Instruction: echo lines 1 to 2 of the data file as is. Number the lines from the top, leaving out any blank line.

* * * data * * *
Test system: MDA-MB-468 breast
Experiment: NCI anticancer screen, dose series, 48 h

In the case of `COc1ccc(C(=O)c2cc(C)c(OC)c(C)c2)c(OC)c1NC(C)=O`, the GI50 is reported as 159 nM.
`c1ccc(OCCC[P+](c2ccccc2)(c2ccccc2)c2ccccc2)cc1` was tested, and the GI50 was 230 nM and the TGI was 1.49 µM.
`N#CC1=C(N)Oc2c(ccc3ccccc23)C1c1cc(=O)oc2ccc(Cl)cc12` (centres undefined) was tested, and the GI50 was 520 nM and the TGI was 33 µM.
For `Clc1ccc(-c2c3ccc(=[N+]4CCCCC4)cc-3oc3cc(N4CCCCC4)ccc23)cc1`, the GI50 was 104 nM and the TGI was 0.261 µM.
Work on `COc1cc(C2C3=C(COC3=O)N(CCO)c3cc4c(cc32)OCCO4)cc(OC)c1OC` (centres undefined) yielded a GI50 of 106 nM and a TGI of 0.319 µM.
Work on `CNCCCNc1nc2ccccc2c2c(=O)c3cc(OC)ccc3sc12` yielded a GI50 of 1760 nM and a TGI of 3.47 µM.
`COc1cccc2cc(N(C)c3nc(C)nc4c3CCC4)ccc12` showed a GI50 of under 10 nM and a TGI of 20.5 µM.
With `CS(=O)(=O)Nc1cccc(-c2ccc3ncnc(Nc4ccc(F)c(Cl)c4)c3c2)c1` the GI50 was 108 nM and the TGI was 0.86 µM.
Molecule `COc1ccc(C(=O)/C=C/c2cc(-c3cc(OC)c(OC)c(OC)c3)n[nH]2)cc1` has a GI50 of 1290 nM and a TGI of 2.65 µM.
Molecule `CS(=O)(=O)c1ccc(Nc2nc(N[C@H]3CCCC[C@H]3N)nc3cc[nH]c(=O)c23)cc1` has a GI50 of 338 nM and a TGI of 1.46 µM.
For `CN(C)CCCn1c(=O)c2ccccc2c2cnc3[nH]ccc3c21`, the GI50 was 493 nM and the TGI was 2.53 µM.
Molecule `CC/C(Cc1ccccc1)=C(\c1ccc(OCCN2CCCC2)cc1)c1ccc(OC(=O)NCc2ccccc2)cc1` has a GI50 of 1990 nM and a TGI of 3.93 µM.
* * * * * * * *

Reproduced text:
Test system: MDA-MB-468 breast
Experiment: NCI anticancer screen, dose series, 48 h